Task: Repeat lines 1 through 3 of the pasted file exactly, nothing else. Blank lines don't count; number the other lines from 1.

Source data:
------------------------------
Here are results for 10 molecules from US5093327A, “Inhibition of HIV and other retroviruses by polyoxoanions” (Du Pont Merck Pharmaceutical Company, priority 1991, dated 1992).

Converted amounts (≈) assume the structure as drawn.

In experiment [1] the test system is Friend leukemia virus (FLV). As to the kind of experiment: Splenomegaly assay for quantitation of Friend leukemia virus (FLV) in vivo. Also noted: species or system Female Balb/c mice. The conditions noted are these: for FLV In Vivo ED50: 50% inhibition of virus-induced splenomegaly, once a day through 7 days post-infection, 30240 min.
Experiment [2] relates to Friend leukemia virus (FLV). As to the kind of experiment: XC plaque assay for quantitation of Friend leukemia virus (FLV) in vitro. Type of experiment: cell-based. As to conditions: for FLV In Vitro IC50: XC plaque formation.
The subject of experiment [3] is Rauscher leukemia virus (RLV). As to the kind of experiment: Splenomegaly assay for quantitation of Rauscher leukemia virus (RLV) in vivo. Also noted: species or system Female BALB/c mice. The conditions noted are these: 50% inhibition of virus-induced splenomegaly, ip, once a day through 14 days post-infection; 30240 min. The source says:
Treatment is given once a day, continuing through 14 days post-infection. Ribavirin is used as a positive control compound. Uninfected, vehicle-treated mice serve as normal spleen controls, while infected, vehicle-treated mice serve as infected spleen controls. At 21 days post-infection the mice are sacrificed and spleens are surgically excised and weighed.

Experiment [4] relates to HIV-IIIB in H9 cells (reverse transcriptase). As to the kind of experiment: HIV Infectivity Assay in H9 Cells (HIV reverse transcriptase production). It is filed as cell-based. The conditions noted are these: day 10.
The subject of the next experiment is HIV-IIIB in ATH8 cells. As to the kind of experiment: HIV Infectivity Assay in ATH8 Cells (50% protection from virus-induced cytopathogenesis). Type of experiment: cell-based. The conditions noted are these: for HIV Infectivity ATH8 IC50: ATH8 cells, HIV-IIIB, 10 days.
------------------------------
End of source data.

Here are results for 10 molecules from US5093327A, “Inhibition of HIV and other retroviruses by polyoxoanions” (Du Pont Merck Pharmaceutical Company, priority 1991, dated 1992).

Converted amounts (≈) assume the structure as drawn.

In experiment [1] the test system is Friend leukemia virus (FLV). As to the kind of experiment: Splenomegaly assay for quantitation of Friend leukemia virus (FLV) in vivo. Also noted: species or system Female Balb/c mice. The conditions noted are these: for FLV In Vivo ED50: 50% inhibition of virus-induced splenomegaly, once a day through 7 days post-infection, 30240 min.